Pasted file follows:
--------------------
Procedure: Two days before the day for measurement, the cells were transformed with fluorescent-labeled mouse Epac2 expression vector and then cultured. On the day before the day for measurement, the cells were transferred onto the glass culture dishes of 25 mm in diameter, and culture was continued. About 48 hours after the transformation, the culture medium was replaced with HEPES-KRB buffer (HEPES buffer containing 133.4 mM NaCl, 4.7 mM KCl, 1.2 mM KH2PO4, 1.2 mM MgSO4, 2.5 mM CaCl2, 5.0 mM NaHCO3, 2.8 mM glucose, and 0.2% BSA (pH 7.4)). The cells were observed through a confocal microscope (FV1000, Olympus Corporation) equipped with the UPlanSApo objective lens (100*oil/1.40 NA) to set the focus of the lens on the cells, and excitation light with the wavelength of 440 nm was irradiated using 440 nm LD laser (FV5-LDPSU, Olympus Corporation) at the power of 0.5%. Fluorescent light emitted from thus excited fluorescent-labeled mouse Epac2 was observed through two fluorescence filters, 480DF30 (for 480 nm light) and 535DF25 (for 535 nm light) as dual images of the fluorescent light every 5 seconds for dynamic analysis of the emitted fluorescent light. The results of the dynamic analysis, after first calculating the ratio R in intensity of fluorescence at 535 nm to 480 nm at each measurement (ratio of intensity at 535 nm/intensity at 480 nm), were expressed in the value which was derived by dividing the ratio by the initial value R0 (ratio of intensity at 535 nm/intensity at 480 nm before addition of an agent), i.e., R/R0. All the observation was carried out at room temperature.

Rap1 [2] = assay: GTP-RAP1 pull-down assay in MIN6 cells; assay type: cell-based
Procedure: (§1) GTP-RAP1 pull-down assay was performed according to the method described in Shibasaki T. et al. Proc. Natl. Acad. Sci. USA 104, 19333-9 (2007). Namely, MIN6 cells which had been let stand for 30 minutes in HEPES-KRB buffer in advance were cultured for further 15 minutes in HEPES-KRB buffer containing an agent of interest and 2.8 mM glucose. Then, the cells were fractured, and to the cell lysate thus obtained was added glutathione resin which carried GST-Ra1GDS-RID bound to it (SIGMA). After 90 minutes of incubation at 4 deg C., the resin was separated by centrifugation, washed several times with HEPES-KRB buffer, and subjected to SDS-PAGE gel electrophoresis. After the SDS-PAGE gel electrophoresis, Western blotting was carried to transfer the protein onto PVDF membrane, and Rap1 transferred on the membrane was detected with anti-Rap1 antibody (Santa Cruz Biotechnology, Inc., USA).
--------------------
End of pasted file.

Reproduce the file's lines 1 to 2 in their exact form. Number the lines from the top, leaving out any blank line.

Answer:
Procedure: Two days before the day for measurement, the cells were transformed with fluorescent-labeled mouse Epac2 expression vector and then cultured. On the day before the day for measurement, the cells were transferred onto the glass culture dishes of 25 mm in diameter, and culture was continued. About 48 hours after the transformation, the culture medium was replaced with HEPES-KRB buffer (HEPES buffer containing 133.4 mM NaCl, 4.7 mM KCl, 1.2 mM KH2PO4, 1.2 mM MgSO4, 2.5 mM CaCl2, 5.0 mM NaHCO3, 2.8 mM glucose, and 0.2% BSA (pH 7.4)). The cells were observed through a confocal microscope (FV1000, Olympus Corporation) equipped with the UPlanSApo objective lens (100*oil/1.40 NA) to set the focus of the lens on the cells, and excitation light with the wavelength of 440 nm was irradiated using 440 nm LD laser (FV5-LDPSU, Olympus Corporation) at the power of 0.5%. Fluorescent light emitted from thus excited fluorescent-labeled mouse Epac2 was observed through two fluorescence filters, 480DF30 (for 480 nm light) and 535DF25 (for 535 nm light) as dual images of the fluorescent light every 5 seconds for dynamic analysis of the emitted fluorescent light. The results of the dynamic analysis, after first calculating the ratio R in intensity of fluorescence at 535 nm to 480 nm at each measurement (ratio of intensity at 535 nm/intensity at 480 nm), were expressed in the value which was derived by dividing the ratio by the initial value R0 (ratio of intensity at 535 nm/intensity at 480 nm before addition of an agent), i.e., R/R0. All the observation was carried out at room temperature.

Rap1 [2] = assay: GTP-RAP1 pull-down assay in MIN6 cells; assay type: cell-based